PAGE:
Astronomy news for the week starting Friday, May 18, 2001.

Our Moon passes through its new phase this week on Tuesday, the 22nd. Watch as the waning morning crescent, seen in eastern dawn, thins early in the week and then appears on the other side of the Sun to the west the evening of Thursday, the 24th. The morning of Saturday the 19th, the Moon will appear a few degrees to the south of brilliant Venus.

Saturn is now gone, lost to evening twilight, and Jupiter, just a little behind, is quite difficult to find, as it now sets just a bit over an hour after the Sun. The evening sky does present us with a fine apparition of Mercury, however. Only a day before the Moon passes new (on Monday the 21st), the little planet, the one closest to the Sun, passes its greatest eastern elongation, when it is 22 degrees to the east of the Sun and maximally visible. For those in North America, the Moon will provide a fine guide, as the lunar crescent will be just a few degrees to the right of the planet the night of Thursday, the 24th. Look in bright twilight and follow the Moon as it sets and the sky darkens to see Mercury emerge from the fading glow. The planet remains mysterious. Of the nine planets, only Pluto is smaller. Not quite 40 percent the size of Earth, Mercury has the largest iron core relative to its size of any of them. Dangerously close to the Sun, it has been visited by but one spacecraft (Mariner 10 passing it 3 times in 1974 and 1975), and only about half has been imaged. So close in angle to the Sun that it is visible only in the daytime or in twilight, surface features are nearly impossible to see from Earth.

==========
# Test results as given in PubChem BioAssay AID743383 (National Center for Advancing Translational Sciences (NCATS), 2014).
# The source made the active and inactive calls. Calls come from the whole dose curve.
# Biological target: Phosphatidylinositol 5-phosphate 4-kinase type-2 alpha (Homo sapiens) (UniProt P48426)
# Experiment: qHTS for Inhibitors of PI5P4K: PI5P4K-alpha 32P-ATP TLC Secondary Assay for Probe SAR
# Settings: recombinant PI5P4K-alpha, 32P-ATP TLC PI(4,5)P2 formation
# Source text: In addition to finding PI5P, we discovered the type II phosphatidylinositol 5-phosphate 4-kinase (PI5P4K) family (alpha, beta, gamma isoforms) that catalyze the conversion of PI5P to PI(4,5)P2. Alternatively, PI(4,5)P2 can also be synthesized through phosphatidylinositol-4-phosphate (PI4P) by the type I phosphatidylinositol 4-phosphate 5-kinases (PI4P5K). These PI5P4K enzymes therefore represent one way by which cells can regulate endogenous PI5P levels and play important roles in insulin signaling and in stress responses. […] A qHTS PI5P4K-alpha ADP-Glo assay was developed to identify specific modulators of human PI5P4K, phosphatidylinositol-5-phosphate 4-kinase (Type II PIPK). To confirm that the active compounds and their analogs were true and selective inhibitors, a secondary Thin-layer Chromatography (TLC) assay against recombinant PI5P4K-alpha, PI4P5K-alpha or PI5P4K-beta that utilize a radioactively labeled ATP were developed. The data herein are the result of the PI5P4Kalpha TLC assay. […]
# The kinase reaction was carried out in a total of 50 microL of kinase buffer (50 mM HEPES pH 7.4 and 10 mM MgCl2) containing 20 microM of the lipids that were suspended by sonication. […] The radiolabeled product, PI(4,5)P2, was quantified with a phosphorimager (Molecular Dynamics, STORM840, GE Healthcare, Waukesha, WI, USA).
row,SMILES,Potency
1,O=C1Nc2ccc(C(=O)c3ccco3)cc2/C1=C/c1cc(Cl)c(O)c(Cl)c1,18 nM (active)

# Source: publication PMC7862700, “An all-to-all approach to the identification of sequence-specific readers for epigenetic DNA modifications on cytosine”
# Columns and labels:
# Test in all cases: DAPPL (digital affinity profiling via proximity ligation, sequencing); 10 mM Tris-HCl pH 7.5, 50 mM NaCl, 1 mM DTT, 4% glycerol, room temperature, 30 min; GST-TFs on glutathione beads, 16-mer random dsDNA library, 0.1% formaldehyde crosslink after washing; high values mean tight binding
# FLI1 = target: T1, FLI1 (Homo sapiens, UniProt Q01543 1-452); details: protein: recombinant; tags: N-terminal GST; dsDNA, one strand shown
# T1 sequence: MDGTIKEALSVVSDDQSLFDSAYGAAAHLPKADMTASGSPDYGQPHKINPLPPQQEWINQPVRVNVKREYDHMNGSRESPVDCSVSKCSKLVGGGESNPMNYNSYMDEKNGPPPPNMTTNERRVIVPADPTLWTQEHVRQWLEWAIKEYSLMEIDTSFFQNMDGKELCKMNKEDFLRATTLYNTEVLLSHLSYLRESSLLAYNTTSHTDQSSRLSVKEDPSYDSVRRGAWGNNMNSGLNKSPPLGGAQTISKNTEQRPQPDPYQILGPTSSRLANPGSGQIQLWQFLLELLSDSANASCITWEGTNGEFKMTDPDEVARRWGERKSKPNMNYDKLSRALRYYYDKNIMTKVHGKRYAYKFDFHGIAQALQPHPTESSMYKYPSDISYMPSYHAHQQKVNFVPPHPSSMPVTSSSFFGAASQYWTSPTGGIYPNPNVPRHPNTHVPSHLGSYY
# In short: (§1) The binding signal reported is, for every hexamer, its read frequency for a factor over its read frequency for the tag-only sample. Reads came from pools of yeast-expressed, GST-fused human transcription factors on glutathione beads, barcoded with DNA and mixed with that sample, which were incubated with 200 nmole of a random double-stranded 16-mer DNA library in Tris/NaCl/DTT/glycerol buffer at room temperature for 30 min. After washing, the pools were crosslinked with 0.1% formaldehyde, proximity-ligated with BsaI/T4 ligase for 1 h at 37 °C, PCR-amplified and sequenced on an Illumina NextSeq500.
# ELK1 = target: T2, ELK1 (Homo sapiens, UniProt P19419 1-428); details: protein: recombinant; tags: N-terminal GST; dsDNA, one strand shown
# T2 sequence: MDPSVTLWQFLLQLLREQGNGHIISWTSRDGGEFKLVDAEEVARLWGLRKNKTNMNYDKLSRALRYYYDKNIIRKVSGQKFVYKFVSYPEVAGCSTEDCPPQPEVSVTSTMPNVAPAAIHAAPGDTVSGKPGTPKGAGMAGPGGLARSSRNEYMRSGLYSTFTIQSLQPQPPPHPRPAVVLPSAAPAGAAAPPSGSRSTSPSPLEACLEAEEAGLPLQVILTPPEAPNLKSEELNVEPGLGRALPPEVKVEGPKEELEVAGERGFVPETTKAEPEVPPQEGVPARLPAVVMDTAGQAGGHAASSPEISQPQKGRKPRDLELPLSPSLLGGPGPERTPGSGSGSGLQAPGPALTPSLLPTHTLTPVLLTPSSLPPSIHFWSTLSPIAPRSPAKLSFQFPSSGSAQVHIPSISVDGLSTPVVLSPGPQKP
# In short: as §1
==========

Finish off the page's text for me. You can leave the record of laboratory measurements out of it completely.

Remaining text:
Once Mercury sets, the evening sky awaits the rising of Mars, which climbs above the southwestern horizon around 10:30 PM Daylight Time. Now moving retrograde in far western Sagittarius, the red planet, fourth from the Sun, and the last of the "terrestrial planets" (those constructed like Earth), will be rising in evening twilight by the end of the month.

In the early evening, for those in mid-northern latitudes, look out perpendicular to the plane of our Galaxy. The Milky Way is about as absent as it can get, and lies around the horizon where it is invisible. Our view is unobstructed by the dust in the Galactic plane, allowing us to see outward as far as our instruments will carry us, to distant galaxies billions of light years away. From the southern hemisphere, however, the Milky Circle is high and spectacular as it passes through Centaurus and Crux, the Southern Cross.
Valid HTML 4.0!